- Temple of Asclepius or Aesculapius: Dedicated to the son of Apollo, Greek god of medicine. It was built during the 5th century BC and its remains are located in the middle of the countryside.
- Temple of Hephaestus: very little is left of this temple dedicated to the god of fire Vulcan, who according to legend lived in his forge located below Etna.
- Temple of Demeter - San Biagio Church: Built in 480 BC this temple was dedicated to the goddess of wheat and harvest. The small medieval church of San Biagio now incorporates what remains of the temple.
- Temple of Athena - Church of Santa Maria dei Greci: This temple was located in the center of the city of Agrigento, therefore far from the Valley of the Temples, precisely in the place where today stands the Church of Santa Maria dei Greci.
- Temple of Isis - Church of San Nicola: once stood where the seat of the San Nicola archaeological museum complex is today, which also includes the Oratory of Falaride
- Tomb of Theron: pyramid-shaped structure was built to honor those who bravely perished during the Second Punic War. Scholars initially thought it was the tomb of the tyrant Theron.
- Kolymbetra Garden: about five hectares of agricultural variety typical of the Valley of the Temples, with a riot of citrus fruits, banana trees, pistachios, carob trees, while along the river, flanking the limestone walls, there are almond trees, olive trees, vegetable gardens and Mediterranean scrub
- Pietro Griffo Archaeological Museum: seventeen rooms for an extraordinary collection of archaeological treasures
- Ekklesiasterion: seat of the assembly of all free citizens, found in the Theatron area
Useful tips for visiting the attraction
- Downloadable map: for orientation within the area it is recommended to download the map
- Minimum visit duration: at least 2 hours
- Recommended visit duration: 3-4 hours taking the guide
- Waiting time: To avoid the queues, an early morning visit is recommended
- Ticket offices: there are two ticket offices, one in Via Panoramica dei Templi at the Tempio di Giunone (Get directions) and the other and in the Sant'Anna district at Porta V (Get directions)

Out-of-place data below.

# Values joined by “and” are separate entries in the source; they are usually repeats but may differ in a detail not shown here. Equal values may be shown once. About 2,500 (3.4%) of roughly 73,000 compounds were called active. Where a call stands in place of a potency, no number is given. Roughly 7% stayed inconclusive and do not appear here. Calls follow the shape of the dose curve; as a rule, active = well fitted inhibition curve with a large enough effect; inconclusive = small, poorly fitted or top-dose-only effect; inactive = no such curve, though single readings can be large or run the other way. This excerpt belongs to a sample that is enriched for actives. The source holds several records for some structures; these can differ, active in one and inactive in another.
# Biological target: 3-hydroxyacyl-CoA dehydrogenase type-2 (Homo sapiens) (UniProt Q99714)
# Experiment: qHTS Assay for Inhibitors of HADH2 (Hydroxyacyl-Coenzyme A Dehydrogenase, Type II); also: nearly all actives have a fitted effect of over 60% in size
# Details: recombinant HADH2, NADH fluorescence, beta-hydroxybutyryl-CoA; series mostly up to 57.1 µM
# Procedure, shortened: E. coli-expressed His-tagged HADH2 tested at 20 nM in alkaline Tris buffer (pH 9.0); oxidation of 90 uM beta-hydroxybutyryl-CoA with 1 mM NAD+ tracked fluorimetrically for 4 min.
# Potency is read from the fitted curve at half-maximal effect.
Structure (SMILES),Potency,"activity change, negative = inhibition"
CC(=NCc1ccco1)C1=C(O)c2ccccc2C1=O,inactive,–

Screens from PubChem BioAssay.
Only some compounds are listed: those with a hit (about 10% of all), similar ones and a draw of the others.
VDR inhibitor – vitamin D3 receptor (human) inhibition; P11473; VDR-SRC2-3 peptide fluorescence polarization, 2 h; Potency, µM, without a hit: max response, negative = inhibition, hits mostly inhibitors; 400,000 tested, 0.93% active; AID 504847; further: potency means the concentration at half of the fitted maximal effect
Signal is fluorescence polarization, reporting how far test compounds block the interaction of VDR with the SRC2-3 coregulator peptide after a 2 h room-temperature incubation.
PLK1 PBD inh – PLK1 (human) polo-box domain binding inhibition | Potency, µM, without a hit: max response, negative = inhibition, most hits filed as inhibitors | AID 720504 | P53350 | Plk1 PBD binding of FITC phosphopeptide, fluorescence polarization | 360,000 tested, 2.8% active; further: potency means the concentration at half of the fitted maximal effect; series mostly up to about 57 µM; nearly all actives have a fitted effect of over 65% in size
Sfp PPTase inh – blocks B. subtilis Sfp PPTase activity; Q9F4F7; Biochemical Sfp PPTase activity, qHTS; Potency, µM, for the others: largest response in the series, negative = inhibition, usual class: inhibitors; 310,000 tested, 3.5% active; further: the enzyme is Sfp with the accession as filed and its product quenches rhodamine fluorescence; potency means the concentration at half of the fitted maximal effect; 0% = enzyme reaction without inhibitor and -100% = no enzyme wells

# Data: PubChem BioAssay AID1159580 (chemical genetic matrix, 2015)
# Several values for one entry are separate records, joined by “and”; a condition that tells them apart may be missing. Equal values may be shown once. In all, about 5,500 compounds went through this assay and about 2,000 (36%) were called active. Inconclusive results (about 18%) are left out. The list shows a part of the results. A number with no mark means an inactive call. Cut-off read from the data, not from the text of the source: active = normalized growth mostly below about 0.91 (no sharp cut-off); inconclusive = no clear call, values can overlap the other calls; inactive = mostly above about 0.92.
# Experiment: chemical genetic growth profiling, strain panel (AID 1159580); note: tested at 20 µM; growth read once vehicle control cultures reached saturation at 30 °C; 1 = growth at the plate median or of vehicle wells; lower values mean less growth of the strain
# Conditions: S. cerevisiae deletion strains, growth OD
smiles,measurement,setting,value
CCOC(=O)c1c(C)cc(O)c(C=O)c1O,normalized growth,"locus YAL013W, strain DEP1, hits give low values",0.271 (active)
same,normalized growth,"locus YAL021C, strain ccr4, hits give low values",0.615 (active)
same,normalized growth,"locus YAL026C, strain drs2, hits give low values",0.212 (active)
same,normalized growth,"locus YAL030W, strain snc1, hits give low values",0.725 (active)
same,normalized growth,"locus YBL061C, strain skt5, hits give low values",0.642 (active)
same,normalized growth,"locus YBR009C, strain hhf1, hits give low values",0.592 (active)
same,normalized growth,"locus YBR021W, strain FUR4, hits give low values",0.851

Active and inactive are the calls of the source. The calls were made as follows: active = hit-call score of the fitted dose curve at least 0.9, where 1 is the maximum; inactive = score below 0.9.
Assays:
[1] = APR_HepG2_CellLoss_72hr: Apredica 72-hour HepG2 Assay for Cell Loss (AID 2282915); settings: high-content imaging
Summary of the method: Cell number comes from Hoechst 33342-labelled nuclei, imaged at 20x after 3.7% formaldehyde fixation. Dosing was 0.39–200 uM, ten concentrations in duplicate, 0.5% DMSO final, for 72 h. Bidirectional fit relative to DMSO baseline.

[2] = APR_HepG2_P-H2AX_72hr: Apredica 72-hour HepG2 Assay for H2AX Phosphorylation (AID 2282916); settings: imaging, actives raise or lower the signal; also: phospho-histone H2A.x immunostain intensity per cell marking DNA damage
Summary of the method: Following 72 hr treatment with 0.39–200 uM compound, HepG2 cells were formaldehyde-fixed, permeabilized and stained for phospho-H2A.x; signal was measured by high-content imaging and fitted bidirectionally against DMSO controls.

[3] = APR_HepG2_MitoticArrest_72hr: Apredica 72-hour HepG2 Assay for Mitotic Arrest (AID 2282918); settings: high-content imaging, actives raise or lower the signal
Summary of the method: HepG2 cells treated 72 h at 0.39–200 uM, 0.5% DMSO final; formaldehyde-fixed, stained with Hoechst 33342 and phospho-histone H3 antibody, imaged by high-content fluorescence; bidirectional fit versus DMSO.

- Parking: Car parks are available near the ticket offices - Get directions
- Special tours: Some agencies organize private excursions by quad, bike and electric scooter within the valley (E-scooter tour in the Valley of the Temples from € 50,00)
- Movements in the Valley: a shuttle facilitates travel between the two ends of the valley (cost € 3,00 per person)
- Clothing and equipment: In summer, light clothes and comfortable shoes, hat and sunscreen. Trekking shoes are not necessary as long as they are comfortable
- Reservation request : in the case of a guided tour, advance reservations are recommended, especially for summer evening visits
Historical notes, curiosities and practical info: what to know in brief
Akragas (or Ackragas) was founded in 580 BC by Greek colonists from nearby Gela (Sicily). After a period of tyranny, Akragas flourished as a democracy and was known for its high quality wines, olives typical of the area and handsome horses.
It had a population of around 200.000 in the 5th century BC, when most of its people were built famous temples.
In 406 BC, it was besieged by the Carthaginians, and after eight months of hard battles it was razed to the ground, ed its temples were brutally mutilated.
Akragas was rebuilt but has never regained its original glory since. In the historical course it was inhabited by the Romans and the Normans.